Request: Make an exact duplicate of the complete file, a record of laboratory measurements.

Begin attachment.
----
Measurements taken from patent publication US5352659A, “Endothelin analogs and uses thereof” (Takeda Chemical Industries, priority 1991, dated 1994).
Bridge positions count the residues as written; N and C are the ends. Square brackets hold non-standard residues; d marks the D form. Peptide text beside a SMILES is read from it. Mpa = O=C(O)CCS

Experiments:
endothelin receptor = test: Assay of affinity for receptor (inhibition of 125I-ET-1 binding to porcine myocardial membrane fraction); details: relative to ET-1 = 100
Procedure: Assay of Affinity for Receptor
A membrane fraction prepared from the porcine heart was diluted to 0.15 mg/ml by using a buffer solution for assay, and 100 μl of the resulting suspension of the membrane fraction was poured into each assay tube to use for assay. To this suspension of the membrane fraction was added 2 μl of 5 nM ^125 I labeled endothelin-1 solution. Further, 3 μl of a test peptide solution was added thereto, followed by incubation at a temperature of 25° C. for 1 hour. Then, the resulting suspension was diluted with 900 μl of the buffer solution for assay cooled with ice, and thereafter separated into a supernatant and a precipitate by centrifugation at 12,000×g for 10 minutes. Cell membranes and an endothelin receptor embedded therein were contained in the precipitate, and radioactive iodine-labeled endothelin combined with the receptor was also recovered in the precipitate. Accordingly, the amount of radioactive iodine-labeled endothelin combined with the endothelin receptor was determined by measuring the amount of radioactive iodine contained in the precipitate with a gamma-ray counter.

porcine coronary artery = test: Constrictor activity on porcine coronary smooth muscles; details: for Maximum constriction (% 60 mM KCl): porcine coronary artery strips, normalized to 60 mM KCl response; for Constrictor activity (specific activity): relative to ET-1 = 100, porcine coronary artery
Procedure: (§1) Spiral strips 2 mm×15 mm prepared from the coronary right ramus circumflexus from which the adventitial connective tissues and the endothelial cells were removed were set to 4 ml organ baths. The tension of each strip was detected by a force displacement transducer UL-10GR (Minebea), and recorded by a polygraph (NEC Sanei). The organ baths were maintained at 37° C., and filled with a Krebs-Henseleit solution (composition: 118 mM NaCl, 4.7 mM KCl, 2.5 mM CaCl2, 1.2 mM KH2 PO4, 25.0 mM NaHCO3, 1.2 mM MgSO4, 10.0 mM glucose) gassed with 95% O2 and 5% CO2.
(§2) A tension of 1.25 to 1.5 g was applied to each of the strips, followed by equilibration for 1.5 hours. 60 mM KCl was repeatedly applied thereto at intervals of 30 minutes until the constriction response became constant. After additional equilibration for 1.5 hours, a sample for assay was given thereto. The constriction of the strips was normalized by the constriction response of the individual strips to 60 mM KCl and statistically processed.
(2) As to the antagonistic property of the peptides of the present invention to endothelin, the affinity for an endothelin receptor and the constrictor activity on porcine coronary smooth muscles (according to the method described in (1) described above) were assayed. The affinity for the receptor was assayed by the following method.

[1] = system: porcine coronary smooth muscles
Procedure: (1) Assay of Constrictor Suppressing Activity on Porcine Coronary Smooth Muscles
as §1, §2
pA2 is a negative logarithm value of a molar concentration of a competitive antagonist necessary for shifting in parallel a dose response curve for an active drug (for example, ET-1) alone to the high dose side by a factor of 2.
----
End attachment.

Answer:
Measurements taken from patent publication US5352659A, “Endothelin analogs and uses thereof” (Takeda Chemical Industries, priority 1991, dated 1994).
Bridge positions count the residues as written; N and C are the ends. Square brackets hold non-standard residues; d marks the D form. Peptide text beside a SMILES is read from it. Mpa = O=C(O)CCS

Experiments:
endothelin receptor = test: Assay of affinity for receptor (inhibition of 125I-ET-1 binding to porcine myocardial membrane fraction); details: relative to ET-1 = 100
Procedure: Assay of Affinity for Receptor
A membrane fraction prepared from the porcine heart was diluted to 0.15 mg/ml by using a buffer solution for assay, and 100 μl of the resulting suspension of the membrane fraction was poured into each assay tube to use for assay. To this suspension of the membrane fraction was added 2 μl of 5 nM ^125 I labeled endothelin-1 solution. Further, 3 μl of a test peptide solution was added thereto, followed by incubation at a temperature of 25° C. for 1 hour. Then, the resulting suspension was diluted with 900 μl of the buffer solution for assay cooled with ice, and thereafter separated into a supernatant and a precipitate by centrifugation at 12,000×g for 10 minutes. Cell membranes and an endothelin receptor embedded therein were contained in the precipitate, and radioactive iodine-labeled endothelin combined with the receptor was also recovered in the precipitate. Accordingly, the amount of radioactive iodine-labeled endothelin combined with the endothelin receptor was determined by measuring the amount of radioactive iodine contained in the precipitate with a gamma-ray counter.

porcine coronary artery = test: Constrictor activity on porcine coronary smooth muscles; details: for Maximum constriction (% 60 mM KCl): porcine coronary artery strips, normalized to 60 mM KCl response; for Constrictor activity (specific activity): relative to ET-1 = 100, porcine coronary artery
Procedure: (§1) Spiral strips 2 mm×15 mm prepared from the coronary right ramus circumflexus from which the adventitial connective tissues and the endothelial cells were removed were set to 4 ml organ baths. The tension of each strip was detected by a force displacement transducer UL-10GR (Minebea), and recorded by a polygraph (NEC Sanei). The organ baths were maintained at 37° C., and filled with a Krebs-Henseleit solution (composition: 118 mM NaCl, 4.7 mM KCl, 2.5 mM CaCl2, 1.2 mM KH2 PO4, 25.0 mM NaHCO3, 1.2 mM MgSO4, 10.0 mM glucose) gassed with 95% O2 and 5% CO2.
(§2) A tension of 1.25 to 1.5 g was applied to each of the strips, followed by equilibration for 1.5 hours. 60 mM KCl was repeatedly applied thereto at intervals of 30 minutes until the constriction response became constant. After additional equilibration for 1.5 hours, a sample for assay was given thereto. The constriction of the strips was normalized by the constriction response of the individual strips to 60 mM KCl and statistically processed.
(2) As to the antagonistic property of the peptides of the present invention to endothelin, the affinity for an endothelin receptor and the constrictor activity on porcine coronary smooth muscles (according to the method described in (1) described above) were assayed. The affinity for the receptor was assayed by the following method.

[1] = system: porcine coronary smooth muscles
Procedure: (1) Assay of Constrictor Suppressing Activity on Porcine Coronary Smooth Muscles
as §1, §2
pA2 is a negative logarithm value of a molar concentration of a competitive antagonist necessary for shifting in parallel a dose response curve for an active drug (for example, ET-1) alone to the high dose side by a factor of 2.